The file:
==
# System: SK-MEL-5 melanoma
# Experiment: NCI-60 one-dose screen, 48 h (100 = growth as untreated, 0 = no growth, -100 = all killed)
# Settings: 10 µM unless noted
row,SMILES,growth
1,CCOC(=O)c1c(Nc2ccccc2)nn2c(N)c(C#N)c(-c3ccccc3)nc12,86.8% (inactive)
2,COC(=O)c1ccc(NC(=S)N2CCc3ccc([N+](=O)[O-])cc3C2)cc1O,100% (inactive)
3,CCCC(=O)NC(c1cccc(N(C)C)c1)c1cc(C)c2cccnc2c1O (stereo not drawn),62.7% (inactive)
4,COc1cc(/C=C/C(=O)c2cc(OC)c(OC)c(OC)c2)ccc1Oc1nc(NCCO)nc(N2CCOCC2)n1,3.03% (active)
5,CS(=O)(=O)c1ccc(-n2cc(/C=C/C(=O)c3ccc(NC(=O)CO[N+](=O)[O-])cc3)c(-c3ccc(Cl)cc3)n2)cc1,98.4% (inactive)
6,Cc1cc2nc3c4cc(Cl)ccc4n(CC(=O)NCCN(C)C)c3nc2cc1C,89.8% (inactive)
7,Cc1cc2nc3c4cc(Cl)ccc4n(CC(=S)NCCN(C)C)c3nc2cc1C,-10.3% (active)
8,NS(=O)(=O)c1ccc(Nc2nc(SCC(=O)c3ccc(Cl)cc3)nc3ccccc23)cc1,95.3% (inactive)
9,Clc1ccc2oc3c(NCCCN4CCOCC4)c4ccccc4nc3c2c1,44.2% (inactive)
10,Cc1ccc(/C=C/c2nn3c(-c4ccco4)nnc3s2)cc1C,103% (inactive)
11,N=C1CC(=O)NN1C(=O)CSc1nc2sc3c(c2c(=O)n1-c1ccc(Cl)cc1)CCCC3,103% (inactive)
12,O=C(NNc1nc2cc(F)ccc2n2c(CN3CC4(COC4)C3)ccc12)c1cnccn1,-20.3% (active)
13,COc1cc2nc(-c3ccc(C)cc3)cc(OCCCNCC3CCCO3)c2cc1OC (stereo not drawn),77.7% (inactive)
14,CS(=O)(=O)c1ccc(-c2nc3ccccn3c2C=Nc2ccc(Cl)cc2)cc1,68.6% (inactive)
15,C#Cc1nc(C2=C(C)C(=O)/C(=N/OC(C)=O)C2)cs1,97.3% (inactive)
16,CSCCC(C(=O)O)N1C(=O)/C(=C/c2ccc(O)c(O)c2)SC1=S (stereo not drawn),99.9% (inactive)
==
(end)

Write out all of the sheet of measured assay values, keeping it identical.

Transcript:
# System: SK-MEL-5 melanoma
# Experiment: NCI-60 one-dose screen, 48 h (100 = growth as untreated, 0 = no growth, -100 = all killed)
# Settings: 10 µM unless noted
row,SMILES,growth
1,CCOC(=O)c1c(Nc2ccccc2)nn2c(N)c(C#N)c(-c3ccccc3)nc12,86.8% (inactive)
2,COC(=O)c1ccc(NC(=S)N2CCc3ccc([N+](=O)[O-])cc3C2)cc1O,100% (inactive)
3,CCCC(=O)NC(c1cccc(N(C)C)c1)c1cc(C)c2cccnc2c1O (stereo not drawn),62.7% (inactive)
4,COc1cc(/C=C/C(=O)c2cc(OC)c(OC)c(OC)c2)ccc1Oc1nc(NCCO)nc(N2CCOCC2)n1,3.03% (active)
5,CS(=O)(=O)c1ccc(-n2cc(/C=C/C(=O)c3ccc(NC(=O)CO[N+](=O)[O-])cc3)c(-c3ccc(Cl)cc3)n2)cc1,98.4% (inactive)
6,Cc1cc2nc3c4cc(Cl)ccc4n(CC(=O)NCCN(C)C)c3nc2cc1C,89.8% (inactive)
7,Cc1cc2nc3c4cc(Cl)ccc4n(CC(=S)NCCN(C)C)c3nc2cc1C,-10.3% (active)
8,NS(=O)(=O)c1ccc(Nc2nc(SCC(=O)c3ccc(Cl)cc3)nc3ccccc23)cc1,95.3% (inactive)
9,Clc1ccc2oc3c(NCCCN4CCOCC4)c4ccccc4nc3c2c1,44.2% (inactive)
10,Cc1ccc(/C=C/c2nn3c(-c4ccco4)nnc3s2)cc1C,103% (inactive)
11,N=C1CC(=O)NN1C(=O)CSc1nc2sc3c(c2c(=O)n1-c1ccc(Cl)cc1)CCCC3,103% (inactive)
12,O=C(NNc1nc2cc(F)ccc2n2c(CN3CC4(COC4)C3)ccc12)c1cnccn1,-20.3% (active)
13,COc1cc2nc(-c3ccc(C)cc3)cc(OCCCNCC3CCCO3)c2cc1OC (stereo not drawn),77.7% (inactive)
14,CS(=O)(=O)c1ccc(-c2nc3ccccn3c2C=Nc2ccc(Cl)cc2)cc1,68.6% (inactive)
15,C#Cc1nc(C2=C(C)C(=O)/C(=N/OC(C)=O)C2)cs1,97.3% (inactive)
16,CSCCC(C(=O)O)N1C(=O)/C(=C/c2ccc(O)c(O)c2)SC1=S (stereo not drawn),99.9% (inactive)